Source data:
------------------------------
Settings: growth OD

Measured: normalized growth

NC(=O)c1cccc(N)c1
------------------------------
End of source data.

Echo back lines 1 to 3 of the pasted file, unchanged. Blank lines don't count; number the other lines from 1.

Settings: growth OD

Measured: normalized growth

NC(=O)c1cccc(N)c1